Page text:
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Provisional Translation

Excerpts from the Joint Press Conference given by SUZUKI Shunichi, Minister of Finance and Minister of State for Financial Services, and UEDA Kazuo, Governor of the Bank of Japan
(The second meeting of G20 Finance Ministers and Central Bank Governors under the Indian G20 Presidency)


(Thursday, April 13, 2023, 9:00 pm to 9:51 pm)


Touching on financial system stability, I called attention to the need to monitor the non-bank sector and cross-border spillover effects with heightened alertness. I also stressed the need for discussion toward enhancing the financial system in light of recent changes in the environment surrounding the financial system, such as rapid information sharing made possible by social media.

[Questions and answers:]


I have questions for the Minister. You said earlier that a Chair’s summary was issued at the February meeting. As Governor Ueda has just mentioned, the financial turmoil occurred in March. So, the IMF analyzed risks associated with it. Under these circumstances, the G20, an entity supposed to address economic crises, has not made any mention about the turmoil or shown any stance on it. What is your take on that? That is my first question. Let me ask you one more question, although this not about the Japanese government. What do you think is the background to the Chair not having issued his summary this time?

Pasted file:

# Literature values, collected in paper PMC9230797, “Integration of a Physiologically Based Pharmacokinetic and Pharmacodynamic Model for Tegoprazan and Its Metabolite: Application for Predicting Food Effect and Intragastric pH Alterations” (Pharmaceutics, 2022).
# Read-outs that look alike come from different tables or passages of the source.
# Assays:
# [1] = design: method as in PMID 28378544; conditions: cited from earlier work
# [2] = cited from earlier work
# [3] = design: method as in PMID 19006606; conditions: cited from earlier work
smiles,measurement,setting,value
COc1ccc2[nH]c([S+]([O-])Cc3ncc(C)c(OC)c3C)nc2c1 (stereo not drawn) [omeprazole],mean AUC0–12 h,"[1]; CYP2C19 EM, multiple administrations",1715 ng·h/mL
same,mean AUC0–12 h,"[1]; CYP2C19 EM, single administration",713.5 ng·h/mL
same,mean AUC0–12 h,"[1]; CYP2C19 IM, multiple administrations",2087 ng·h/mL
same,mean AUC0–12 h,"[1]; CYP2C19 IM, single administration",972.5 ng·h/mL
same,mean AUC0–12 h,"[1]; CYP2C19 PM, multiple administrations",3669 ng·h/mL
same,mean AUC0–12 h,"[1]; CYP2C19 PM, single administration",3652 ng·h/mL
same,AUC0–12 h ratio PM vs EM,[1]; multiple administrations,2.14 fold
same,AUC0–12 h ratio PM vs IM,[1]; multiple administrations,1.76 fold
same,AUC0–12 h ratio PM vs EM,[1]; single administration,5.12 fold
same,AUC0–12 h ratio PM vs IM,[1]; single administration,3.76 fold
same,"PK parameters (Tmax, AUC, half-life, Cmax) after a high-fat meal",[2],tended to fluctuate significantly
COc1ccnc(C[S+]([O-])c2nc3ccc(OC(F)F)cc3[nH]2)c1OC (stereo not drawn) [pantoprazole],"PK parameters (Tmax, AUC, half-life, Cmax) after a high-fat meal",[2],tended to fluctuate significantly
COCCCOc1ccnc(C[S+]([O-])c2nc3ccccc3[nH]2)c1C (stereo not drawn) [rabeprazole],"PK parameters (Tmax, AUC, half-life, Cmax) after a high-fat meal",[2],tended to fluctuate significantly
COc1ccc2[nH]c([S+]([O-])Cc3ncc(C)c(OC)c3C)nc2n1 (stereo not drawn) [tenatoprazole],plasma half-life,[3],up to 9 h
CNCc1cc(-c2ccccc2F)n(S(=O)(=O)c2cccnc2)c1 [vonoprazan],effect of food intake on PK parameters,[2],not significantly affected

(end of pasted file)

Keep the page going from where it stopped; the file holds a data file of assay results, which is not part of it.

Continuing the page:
As a fact, no outcome document was issued. I heard India had no intention to issue a joint statement in the first place. This was the decision made by India, and I was not consulted in particular. I’m afraid I have no answer to your question. All I can say, though, is that as a member, I leave it to the decision of the Chair, who has a leadership role to play.
Issuing an outcome document is not an end in itself for the G20. This may hold true for the G7 as well. What matters is for the members to get together and have substantial and meaningful discussions. That is what is needed.
In that sense, we had substantial discussions on the series of financial crises in March. My understanding is that the meeting was meaningful not least because the participants were updated on this new issue among others.


I have questions for Minister Suzuki. You said earlier, in relation to the stability of the financial system, that you stressed the need for discussion toward a stronger financial system in light of changes in the environment surrounding the system, such as rapid sharing of information in the age of social media. How did participating members respond to this? What was discussed toward stabilizing the financial system? Could you elaborate on these issues?


I raised the issue in analytical discussions about how Silicon Valley Bank, or Signature Bank and Credit Suisse for that matter, had ended up like this. For one thing, the development of social media means that credit uncertainty like this will spread in an instant. Another factor also has something to do with speed – the speed of a bank run. In the past, depositors were able to withdraw their money only during business hours. They also had to wait in line in front of their banks. Now, internet banking allows them to take money out of their accounts all at once, anywhere, anytime, 24 hours a day. These are changes that we now have to deal with. The positive side to tackle these challenges is that financial authorities in member countries are successfully keeping pace with these changes and have taken firm action to secure liquidity in such a harsh environment.
Anyway, this kind of event did happen. I don’t have an answer as to what specific measures are in store. We must be well prepared, though.

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